In Christ alone! who took on flesh
Fulness of God in helpless babe!
This gift of love and righteousness
Scorned by the ones he came to save:
Till on that cross as Jesus died,
The wrath of God was satisfied -
For every sin on Him was laid;
Here in the death of Christ I live.

This line infers that the motivation of the atonement was sin, but because we have established that the motivation is relationship expressed through God's love, the line would better read...

The love of God was satisfied!

Jesus satisfies God's love for His creation by providing a way for reconciliation between fallen humanity and Creator God.  God refused to accept our rejection of His love, because His YES for relationship was greater than our NO.

God says NO to our NO to reinforce His YES!

Thursday, April 18, 2013

What Is Truth?

"We believe that the Scriptures of the Old and New Testaments were given by inspiration of God and that they only constitute the divine rule of Christian faith and practice."  (1st Doctrine of The Salvation Army)

Yesterday, social media was flooded by posts and news reports celebrating the historic passing of the Gay Marriage Bill in New Zealand, becoming the 13th country to legalise gay marriage.  What is a significant win for the voices of those advocating for the rights of the LGBT community is also a significant challenge for the Church seeking to reconcile biblical truth with popular opinion.  We live in a time when there are conflicting voices about truth, morality and ethics, not only challenging the tenets of faith, but long held social values.  As demonstrated yesterday, when enough conflicting voices find unity, truth is redefined and laws are changed.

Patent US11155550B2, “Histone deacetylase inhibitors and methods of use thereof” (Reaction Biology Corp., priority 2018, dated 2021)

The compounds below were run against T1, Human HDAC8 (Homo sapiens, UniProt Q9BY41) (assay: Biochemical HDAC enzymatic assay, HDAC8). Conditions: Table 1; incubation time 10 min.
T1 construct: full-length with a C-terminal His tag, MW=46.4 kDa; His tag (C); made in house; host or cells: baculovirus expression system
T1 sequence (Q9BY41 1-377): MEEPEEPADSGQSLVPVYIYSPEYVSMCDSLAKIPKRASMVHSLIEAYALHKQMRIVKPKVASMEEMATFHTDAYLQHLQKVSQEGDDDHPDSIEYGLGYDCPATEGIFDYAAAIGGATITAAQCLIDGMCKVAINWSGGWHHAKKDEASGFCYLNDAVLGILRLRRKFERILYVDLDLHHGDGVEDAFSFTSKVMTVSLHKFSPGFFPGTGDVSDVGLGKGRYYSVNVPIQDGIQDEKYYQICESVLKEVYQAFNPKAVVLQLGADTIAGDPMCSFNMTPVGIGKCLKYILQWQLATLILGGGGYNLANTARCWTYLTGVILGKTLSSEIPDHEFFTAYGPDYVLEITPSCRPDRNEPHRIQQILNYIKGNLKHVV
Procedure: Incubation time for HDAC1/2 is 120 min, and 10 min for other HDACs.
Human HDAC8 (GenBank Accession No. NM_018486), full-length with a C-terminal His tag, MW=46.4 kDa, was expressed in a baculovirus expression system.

The democracy that has been defended in our nation provides the platform for minority voices to be heard and to significantly influence the majority.  In recent years we saw the rise of a small minority party in Australia called "One Nation" that gave voice to racist and other prejudiced views that attracted enough votes to win a seat in parliament.  The rise of multiculturalism and increase in the prominance of world religions in Australia evoked the introduction of the "Racial and Religious Tolerance Act" in Victoria that landed two Christian leaders in court for speaking out against opposing religious views.  Euthanasia advocates are gaining increasing public support for the legalisation of voluntary Euthanasia with a private member's bill only two votes away from victory in the South Australian parliament last year.